Choosing which books to review is completely subjective. You look at the catalogs and get a sense of what looks interesting, who you like. It's pretty much the same way you decide what you'll cover in a newspaper: You just go by your instincts. Clearly you pay attention to what's in the news and which books could be related to that, but for the most part, it's about picking books you would like to read. You have to trust your instincts and hope readers like to read what you're interested in. If your interests are too esoteric, you're going to alienate a lot of people, and if your interests are too broad, you're going to pique very few people. It's got to be somewhere in the middle.


Some summer books

It’s been a busy time for me this month. I am working hard on my book while I am free from other job and school-related distractions. One thing I have learned about writing a book: you can fiddle and rewrite endlessly. I have the sense that if I play around with my words enough, I can always make them better.

But I have been reading. Here are some thoughts:

Water for Elephants by Sara Gruen – This one sits atop the Chronicle’s best-seller list and was highly praised on its release. It’s an atmospheric book about a young man who joins a train circus in 1931. Gruen does an excellent job showing the bizarre and cruel world of the circus, where violence hides under the grin of the circus master. It’s a quick and enjoyable read. Nothing too deep or profound but fun.

The Dissident by Nell Freudenberger

Freudenberger is the author of the short-story collection Lucky Girls. She made one of those debuts people dream about – lots of praise in the New York Times and other august publications, long features with attractive photos. The Dissident is her debut novel and it is set in Los Angeles and Beijing. It’s really a novel about artiface and why we aren’t who we present ourselves as being. I think this theme – which actually took some guessing because of the cryptic nature of the plot – is stronger than the book. What? You ask. It means I didn’t love the plot or writing but when I thought about the book after I finished it I decided I enjoyed it.

Consuelo and Alva Vanderbilt: The Story of a Daughter and a Mother in the Gilded Age by Amanda MacKenzie Stuart.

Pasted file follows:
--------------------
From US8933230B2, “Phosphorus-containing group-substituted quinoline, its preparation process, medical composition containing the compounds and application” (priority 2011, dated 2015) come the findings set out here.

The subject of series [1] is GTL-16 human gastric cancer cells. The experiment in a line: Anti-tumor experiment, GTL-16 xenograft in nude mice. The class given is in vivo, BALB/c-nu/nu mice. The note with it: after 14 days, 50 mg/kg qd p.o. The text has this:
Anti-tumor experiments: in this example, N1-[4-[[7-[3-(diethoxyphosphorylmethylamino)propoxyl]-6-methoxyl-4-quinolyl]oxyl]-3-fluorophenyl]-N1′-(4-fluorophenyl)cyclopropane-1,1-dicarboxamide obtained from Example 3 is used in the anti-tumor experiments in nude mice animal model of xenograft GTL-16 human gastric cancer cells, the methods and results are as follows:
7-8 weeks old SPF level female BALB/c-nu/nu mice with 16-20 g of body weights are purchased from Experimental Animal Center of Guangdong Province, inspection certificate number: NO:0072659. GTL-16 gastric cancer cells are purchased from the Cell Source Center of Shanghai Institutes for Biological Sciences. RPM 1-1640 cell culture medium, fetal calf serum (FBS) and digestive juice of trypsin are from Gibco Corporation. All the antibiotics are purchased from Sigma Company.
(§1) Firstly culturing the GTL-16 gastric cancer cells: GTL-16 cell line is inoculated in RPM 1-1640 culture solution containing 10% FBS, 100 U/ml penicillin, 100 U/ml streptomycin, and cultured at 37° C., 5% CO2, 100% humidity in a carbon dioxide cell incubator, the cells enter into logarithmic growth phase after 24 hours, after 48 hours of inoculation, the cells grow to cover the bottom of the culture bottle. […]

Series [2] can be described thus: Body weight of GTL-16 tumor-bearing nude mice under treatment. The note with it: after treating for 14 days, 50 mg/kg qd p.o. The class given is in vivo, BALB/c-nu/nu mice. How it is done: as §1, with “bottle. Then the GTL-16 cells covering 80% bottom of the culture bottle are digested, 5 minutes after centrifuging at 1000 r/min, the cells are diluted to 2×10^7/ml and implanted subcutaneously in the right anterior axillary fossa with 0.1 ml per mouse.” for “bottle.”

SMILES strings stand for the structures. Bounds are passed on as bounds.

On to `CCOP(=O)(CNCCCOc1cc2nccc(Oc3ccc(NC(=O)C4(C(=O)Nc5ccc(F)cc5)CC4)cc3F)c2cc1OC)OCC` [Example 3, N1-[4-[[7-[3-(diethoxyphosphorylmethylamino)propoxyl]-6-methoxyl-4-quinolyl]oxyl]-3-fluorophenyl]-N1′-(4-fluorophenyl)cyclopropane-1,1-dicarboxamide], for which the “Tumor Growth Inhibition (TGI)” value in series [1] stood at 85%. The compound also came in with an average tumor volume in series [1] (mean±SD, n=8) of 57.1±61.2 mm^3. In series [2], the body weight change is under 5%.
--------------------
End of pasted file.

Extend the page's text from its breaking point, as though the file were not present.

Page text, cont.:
This was a wonderful dual biography of the female Vanderbilts, but it goes way beyond descriptions of the decadent world of Newport society. Alva Vanderbilt was the woman who married her daughter Consuelo off to the Duke of Marlborough just to catapult her family into the social stratosphere. The book details that unhappy marriage and how Conseulo eventually overcame the stultifying British society to work for the downtrodden. Alva was a surprise, too, because she became an ardent suffragist and was critical in the fight for women to get the vote. There’s lots of great history and context, as well as glimpses into the world of the Gilded Age rich.

Archie and Amelie: Love and Madness in the Gilded Age by Donna M. Lucey

This is another dual biography of a Gilded Age couple, only these are Astors. Archie Chanler is the great great grandson of John Jacob Astor, but his life is anything but easy as his parents die at an early age. Archie meets and marries Amelie Rives of Virginia, who has written a racy bestseller about a taboo topic – the sexual yearnings of women. The marriage is a disaster from the beginning. Archie is eventually committed to an insane asylum by his siblings and the book does a good job exploring whether he really was crazy or his brothers and sisters were just spiteful. This is a good read but it has absolutely no historical context at all.

Thursday, August 03, 2006

Cody's Books is Still in Trouble

I thought Cody’s troubles would be over after they closed their famed store on Telegraph Avenue in Berkeley.

I am sorry to say they are not.

I went into their store on 4th Street today, in the tony shopping district in Berkeley, and was dismayed by what I saw.

The shelves looked bare.

Now Cody’s on Telegraph was the kind of place where you knew you could get almost any book, at any time. It was a place of surprises. You could walk in, browse any table in the store, and see something interesting. The shelves were crammed with books, the piles on the tables sometimes tottered over and the store had a feeling of abundance.

I didn’t get that feeling at the store on Fourth Street. There was an awful lot of maple showing, since most of the upper shelves were empty. The front table with the current releases had just had a few copies of some of the current bestsellers and the tables with the new fiction and non-fiction paperbacks had lots of space.

I had driven all away across town to go to this Cody’s. (The one on Telegraph was about 5 minutes from my house) I needed to look at some books for a journalism class I will be teaching this fall, but the store didn’t have the titles I wanted. (And these are recent non-fiction titles) Worst of all, the woman behind the information desk said she couldn’t order one of the books because Cody’s currently owes money to the distributor of that title!

“Didn’t you know we have money troubles?” she asked.

I did. I naively assumed that closing the Telegraph Store would take care of Cody’s problems. Apparently it hasn’t.

Did I help the store out by buying a book? Yes, I bought a paperback for $15. But I had been prepared to buy 4-5 books. They weren’t on the shelves.